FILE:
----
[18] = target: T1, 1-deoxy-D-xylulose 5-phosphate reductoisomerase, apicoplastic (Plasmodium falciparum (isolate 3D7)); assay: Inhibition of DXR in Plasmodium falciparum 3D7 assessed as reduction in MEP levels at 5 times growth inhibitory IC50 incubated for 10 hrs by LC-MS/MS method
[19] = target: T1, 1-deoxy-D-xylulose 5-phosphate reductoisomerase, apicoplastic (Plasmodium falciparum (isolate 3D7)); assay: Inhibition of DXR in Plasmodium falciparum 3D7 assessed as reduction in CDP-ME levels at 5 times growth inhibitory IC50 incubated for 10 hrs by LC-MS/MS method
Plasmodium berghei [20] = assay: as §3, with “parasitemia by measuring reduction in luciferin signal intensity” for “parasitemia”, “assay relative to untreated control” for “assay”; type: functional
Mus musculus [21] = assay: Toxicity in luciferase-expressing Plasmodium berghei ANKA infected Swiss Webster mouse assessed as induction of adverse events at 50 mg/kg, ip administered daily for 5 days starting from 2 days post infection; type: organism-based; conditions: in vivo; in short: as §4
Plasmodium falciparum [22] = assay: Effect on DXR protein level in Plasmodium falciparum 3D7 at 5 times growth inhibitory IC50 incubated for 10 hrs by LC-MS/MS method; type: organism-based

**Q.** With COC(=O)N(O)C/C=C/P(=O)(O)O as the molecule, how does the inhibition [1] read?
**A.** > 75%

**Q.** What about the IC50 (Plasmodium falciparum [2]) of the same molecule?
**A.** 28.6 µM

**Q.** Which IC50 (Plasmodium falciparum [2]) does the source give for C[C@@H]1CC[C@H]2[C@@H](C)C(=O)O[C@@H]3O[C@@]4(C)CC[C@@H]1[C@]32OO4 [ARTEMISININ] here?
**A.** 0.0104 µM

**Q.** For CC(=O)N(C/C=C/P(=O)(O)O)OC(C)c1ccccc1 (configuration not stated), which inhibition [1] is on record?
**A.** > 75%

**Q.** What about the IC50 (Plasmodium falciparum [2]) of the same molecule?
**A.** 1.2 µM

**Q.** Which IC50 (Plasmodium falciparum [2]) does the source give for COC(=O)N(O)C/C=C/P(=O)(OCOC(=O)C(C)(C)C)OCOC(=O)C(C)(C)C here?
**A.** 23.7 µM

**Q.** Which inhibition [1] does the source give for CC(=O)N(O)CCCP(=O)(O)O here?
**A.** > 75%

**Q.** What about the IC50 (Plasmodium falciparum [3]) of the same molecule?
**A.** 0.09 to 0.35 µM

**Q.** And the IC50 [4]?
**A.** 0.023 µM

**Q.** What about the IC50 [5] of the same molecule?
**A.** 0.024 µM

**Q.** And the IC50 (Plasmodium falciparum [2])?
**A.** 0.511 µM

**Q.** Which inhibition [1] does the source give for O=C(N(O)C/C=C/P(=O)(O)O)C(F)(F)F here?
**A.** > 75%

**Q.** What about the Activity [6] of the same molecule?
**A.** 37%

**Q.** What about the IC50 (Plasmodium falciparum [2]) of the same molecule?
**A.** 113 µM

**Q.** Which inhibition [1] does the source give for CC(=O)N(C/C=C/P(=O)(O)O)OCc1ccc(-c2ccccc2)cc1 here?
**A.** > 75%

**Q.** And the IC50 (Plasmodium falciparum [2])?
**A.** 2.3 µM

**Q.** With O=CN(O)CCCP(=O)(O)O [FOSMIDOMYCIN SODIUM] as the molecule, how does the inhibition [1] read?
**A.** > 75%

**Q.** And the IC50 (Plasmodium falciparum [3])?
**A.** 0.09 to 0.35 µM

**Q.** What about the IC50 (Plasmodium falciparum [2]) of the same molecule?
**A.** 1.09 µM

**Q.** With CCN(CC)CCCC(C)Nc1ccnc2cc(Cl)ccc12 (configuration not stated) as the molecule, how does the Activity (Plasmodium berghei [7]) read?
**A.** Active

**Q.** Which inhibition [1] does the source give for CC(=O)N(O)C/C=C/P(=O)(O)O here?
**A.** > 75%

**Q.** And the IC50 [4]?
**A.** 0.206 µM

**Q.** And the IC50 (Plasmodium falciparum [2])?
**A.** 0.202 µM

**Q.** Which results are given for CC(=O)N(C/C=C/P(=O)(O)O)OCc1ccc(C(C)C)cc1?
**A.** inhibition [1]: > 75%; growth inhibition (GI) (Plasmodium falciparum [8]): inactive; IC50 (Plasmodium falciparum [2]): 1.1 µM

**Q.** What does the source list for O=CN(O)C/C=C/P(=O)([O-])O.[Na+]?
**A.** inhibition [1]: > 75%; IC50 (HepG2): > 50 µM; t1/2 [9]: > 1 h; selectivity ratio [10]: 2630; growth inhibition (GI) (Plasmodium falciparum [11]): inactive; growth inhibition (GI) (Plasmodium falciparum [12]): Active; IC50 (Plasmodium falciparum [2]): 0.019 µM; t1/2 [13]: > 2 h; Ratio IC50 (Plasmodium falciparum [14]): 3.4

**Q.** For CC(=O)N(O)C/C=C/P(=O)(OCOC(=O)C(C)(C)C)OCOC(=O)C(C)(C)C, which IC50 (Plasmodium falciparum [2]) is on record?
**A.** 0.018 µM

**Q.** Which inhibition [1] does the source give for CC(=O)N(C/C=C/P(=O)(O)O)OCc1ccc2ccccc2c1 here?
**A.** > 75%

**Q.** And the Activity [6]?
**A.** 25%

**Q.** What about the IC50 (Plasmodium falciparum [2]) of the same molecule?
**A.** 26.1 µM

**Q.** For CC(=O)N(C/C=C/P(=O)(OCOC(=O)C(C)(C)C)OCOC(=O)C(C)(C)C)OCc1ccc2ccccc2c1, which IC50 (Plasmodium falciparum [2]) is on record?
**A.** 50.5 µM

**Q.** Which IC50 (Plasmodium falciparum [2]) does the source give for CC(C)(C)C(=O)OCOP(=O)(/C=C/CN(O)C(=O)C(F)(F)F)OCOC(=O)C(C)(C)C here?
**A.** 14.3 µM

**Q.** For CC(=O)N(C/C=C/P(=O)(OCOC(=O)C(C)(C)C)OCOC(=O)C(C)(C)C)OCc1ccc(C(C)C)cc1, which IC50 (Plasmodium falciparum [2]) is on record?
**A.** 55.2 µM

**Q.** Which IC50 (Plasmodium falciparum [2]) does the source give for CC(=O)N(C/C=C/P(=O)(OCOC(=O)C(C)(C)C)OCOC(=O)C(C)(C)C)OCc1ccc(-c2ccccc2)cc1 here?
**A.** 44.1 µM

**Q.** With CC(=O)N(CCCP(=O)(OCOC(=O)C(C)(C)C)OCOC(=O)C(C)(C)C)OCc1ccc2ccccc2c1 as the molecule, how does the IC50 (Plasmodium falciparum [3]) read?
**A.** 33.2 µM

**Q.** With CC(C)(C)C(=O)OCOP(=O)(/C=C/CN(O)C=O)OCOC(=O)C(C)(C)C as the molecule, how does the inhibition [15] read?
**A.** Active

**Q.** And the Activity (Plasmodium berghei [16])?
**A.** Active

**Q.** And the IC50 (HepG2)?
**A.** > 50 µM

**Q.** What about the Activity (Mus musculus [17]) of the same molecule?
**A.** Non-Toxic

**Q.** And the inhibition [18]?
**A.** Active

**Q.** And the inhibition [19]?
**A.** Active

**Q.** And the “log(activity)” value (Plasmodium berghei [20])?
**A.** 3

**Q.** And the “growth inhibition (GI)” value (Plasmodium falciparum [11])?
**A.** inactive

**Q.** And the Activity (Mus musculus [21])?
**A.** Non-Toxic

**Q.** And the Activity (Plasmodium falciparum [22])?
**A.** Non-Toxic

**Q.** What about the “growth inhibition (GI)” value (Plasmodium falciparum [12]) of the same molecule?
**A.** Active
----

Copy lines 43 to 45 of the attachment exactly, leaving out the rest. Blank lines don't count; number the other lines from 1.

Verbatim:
**A.** 1.09 µM

**Q.** With CCN(CC)CCCC(C)Nc1ccnc2cc(Cl)ccc12 (configuration not stated) as the molecule, how does the Activity (Plasmodium berghei [7]) read?
**A.** Active